The above circumstance permitted China to increase its R&D investment as a fraction of GDP at an annual rate of 5.7 percent between 2001 and 2007, while the United States investment declined at an annual rate of 0.5 percent. Similarly, the number of first university degrees received in the natural sciences and engineering in China increased at a rate of 42 percent per year, whereas the production of such degrees in the United States has increased just 3 percent per year–with part of the increase attributable to growth in the number of non-citizen students receiving degrees.
During the most recent decade China increased its number of higher education institutions from 1,022 to 2,263. Tsinghua University, Peking University and Shanghai Jiao Tong University in China and the Indian Institutes of Technology are now considered to be among the world’s foremost academic institutions. Perhaps the most innovative of the newly created institutions is KAUST, in Saudi Arabia. KAUST has no departments, no tenure, no undergraduates, no tuition, and a broadly international faculty and student body, heavily focused on research . . . and a very large endowment. It is led by an individual born in Singapore and educated in the United States.
The Information Technology and Innovation Foundation recently analyzed 16 innovation competitiveness indicators and found that the United States now ranks 40th out of the 40 countries and regions considered in “making progress on innovation and competitiveness.”
(3) The United States Higher Education Outlook. America is still blessed with a disproportionate share of the world’s finest universities–particularly research universities. Today, however, two forces are at work that could modify that circumstance. The first of these is that a number of other nations are placing extraordinary priority on higher education, particularly in science and engineering. The second is that as a result of the recent financial reversal, many United States universities are in greater jeopardy than at any time in nearly a century. As tax revenues have declined, state support of public higher education has been curtailed–in some cases severely. Simultaneously, the endowments of public and private institutions in the United States declined during the recession, suffering an average loss of 18.7 percent during 2008 and 2009.
The trend towards lesser government funding for public universities in most fields is not new . . . only the magnitude of the decline is new. The innovation that is so critical to our economic vitality is in jeopardy when our universities are in jeopardy. In 1975 private firms accounted for more than 70 percent of the “R&D 100” (R&D magazine’s annual list of the 100 most significant, newly introduced research and development advances in multiple disciplines), but by 2006, more than 70 percent of the top 100 innovations came from “public or mixed” sources, including academia and federally-supported startups.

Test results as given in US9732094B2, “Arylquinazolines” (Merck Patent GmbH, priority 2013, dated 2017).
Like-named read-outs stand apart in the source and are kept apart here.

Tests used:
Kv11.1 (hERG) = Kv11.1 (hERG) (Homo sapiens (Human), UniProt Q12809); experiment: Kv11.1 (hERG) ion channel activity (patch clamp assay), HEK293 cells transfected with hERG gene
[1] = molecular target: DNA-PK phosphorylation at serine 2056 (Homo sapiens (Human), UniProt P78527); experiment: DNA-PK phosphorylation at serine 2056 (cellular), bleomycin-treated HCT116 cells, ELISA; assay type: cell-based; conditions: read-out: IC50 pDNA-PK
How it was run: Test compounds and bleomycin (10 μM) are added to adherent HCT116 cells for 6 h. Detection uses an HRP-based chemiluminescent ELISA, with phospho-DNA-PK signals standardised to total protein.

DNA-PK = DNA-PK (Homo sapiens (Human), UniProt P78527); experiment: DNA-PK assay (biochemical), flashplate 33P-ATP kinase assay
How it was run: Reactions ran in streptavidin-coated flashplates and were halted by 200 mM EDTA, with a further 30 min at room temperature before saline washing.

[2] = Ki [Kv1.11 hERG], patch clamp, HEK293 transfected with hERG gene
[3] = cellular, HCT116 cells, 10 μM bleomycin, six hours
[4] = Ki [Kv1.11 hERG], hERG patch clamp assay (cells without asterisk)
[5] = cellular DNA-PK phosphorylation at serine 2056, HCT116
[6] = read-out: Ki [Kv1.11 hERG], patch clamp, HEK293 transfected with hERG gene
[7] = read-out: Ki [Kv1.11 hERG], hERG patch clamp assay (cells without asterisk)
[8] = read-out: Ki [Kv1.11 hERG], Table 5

Given this demanding environment, a number of other countries are seizing the opportunity to attract United States-educated faculty “superstars” from United States universities where they are now employed. Attracting such individuals to other nations is made easier by political and economic developments in the past two decades that have enabled many more countries to offer reasonable lifestyles along with extraordinary research facilities (e.g., CERN in Switzerland, Biopolis in Singapore, the nuclear-fusion research facilities in China, and the high-energy particle research program in Japan). Further, in the case of engineering, over 35 percent of the faculty of United States institutions was born abroad, considerably easing the disruption of returning home.
United States universities, for the first time since World War II, are thus faced with a serious–and increasing–competition for talent from abroad. Perhaps the most disconcerting assessment comes from a United States Conference of State Legislatures report: Transforming Higher Education, which concludes that “The American higher education system (overall) is no longer the best in the world. Other countries outrank and outperform us.”
It is instructive to ask which of the following two job candidates one would hire: